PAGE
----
Arm DX, Arm ST, and Regrowth are cheaper.

Arm DX costs 9 or 12 points for one or two arms. Arm ST costs 3, 4, or 6 points for one, two, or three arms. Regrowth costs 10 points.

Arm DX appears to be priced in comparison to DX at 20 points per level. That is a mistake, however, as Arm DX does not affect Basic Speed and should thus be priced comparably to "just DX" (i.e., DX +1 and Basic Speed -0.25), which is 15 points per level. Otherwise, you'd be better off spending the 15 points to improve your overall DX instead of spending 16 points to only improve your two arms. The easy way to fix this is to make the price comparable to "just DX" at 15 points per level and adjust the value of Arm DX proportionately.
Arm ST has a similar problem in that it appears to be priced in comparison to ST at 10 points per level, while it really should be compared to "just ST" (ST +1 and Hit Points -1) at 8 points per level. The simple solution is to again reduce the values proportionately. Unfortunately, only "Two Arms" can be reduced evenly by 20% (to 4 points), and I'm not willing to have fractional values for a basic advantage. From experience, I can say that the utility of "One Arm" versus "Two Arms" versus "Three Arms" is about the same, really; players will always use their strongest limb(s) unless forced not to. Therefore, I rounded towards the value of "Two Arms", to err on the side of keeping their prices similar.
Regrowth is a different issue. Essentially, it gives you a weaker version of Injury Tolerance (No Eyes [5], No Vitals [5], and Unbreakable Bones [10]) -- you do take the injury, but can grow it back over a long period of time. Considering that for 20 points you can be absolutely immune to dismemberment, it makes no sense to charge 40 points to be able to recover from dismemberment over a long period of time. I think -50% is a conservative value for "Loses the limb/organ but grows it back weeks/months later", which sets a fair value at 10 points.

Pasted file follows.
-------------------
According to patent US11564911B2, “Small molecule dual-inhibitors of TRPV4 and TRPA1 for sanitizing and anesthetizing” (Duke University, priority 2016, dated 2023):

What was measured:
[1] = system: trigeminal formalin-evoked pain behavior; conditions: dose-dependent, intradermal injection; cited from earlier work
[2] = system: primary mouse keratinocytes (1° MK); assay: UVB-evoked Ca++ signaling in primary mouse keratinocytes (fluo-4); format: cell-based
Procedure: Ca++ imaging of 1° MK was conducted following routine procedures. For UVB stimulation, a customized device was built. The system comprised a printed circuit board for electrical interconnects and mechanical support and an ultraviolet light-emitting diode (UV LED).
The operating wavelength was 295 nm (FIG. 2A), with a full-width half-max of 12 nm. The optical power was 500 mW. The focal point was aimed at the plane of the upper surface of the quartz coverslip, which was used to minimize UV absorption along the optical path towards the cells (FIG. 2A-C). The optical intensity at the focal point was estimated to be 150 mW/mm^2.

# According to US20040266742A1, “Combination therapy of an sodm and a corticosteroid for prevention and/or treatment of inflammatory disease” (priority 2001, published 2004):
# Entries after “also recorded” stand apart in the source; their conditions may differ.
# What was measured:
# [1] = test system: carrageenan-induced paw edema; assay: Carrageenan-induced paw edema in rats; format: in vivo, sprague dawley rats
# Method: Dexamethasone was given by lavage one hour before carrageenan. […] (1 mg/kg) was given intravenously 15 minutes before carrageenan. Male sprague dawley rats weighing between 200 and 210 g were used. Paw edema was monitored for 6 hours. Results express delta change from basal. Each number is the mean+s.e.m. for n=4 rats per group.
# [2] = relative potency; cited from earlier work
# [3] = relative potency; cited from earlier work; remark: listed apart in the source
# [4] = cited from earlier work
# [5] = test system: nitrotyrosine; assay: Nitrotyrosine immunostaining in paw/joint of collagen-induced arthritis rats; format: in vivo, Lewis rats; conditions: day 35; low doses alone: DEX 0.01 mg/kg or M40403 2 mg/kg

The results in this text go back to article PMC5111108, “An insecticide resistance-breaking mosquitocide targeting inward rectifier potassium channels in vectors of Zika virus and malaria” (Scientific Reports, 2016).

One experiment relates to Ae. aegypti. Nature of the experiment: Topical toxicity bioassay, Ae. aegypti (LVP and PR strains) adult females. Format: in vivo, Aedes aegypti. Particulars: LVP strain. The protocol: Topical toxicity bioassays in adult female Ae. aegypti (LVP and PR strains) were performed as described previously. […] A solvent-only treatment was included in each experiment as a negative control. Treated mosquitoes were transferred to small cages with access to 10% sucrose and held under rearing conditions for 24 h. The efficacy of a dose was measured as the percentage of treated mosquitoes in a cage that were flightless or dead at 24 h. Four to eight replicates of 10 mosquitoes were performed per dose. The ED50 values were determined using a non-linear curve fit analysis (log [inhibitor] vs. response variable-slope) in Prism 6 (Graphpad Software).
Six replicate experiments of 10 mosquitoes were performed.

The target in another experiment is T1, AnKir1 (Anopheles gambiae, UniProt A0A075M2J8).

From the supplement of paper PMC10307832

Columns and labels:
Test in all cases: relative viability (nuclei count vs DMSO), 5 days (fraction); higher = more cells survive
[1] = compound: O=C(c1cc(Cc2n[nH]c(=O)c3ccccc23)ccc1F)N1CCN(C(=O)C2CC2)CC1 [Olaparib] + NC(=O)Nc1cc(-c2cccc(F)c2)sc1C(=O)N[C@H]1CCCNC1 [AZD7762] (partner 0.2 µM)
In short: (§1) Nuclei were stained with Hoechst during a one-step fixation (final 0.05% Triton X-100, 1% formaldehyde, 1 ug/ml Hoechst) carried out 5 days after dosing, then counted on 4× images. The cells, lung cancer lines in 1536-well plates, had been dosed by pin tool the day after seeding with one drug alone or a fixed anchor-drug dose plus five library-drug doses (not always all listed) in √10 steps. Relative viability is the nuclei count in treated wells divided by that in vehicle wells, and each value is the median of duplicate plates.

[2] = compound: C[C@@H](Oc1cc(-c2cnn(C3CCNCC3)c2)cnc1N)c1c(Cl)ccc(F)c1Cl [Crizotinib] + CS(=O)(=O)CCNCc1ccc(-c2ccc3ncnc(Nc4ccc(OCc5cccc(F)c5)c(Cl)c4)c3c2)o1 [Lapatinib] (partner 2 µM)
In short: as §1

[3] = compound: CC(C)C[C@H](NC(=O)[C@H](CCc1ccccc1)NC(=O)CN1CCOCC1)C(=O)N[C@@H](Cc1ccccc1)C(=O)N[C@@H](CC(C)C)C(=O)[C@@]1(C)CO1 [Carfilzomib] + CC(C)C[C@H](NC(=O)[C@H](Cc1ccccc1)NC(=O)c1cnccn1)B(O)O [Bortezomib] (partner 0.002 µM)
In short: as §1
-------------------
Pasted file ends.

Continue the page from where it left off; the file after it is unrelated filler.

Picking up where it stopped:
Control can be used normally to provide DR.

Each level of Control can be used to give people in your area of effect DR 1 versus appropriate attacks. A successful, IQ-Based Power Block will double any defensive use of Control for one attack.

Per GURPS Powers, using Control to provide DR requires a special "stunt" known as a Power Block. But to me it seems logical to make it a normal use of Control. If each level of Control can give you +1 to resist an Affliction, +1 to ignore a combat penalty, or -1 on an opponent's combat penalty (depending on the substance or energy being controlled), adding +1 DR doesn't seem very far-fetched or overpowered. And, with this rule in place, it then makes sense to allow a Power Block roll (instead of the normal IQ roll) to try to double the defensive effects of this ability.

Costs Fatigue is worth -10%/level.

Costs Fatigue is worth -10% per level, to a maximum of -40%. If you have an advantage that would normally remain on indefinitely, you can take "Costs 1 FP per 10 seconds" for -20% or "Costs 1 FP per second" for -40%.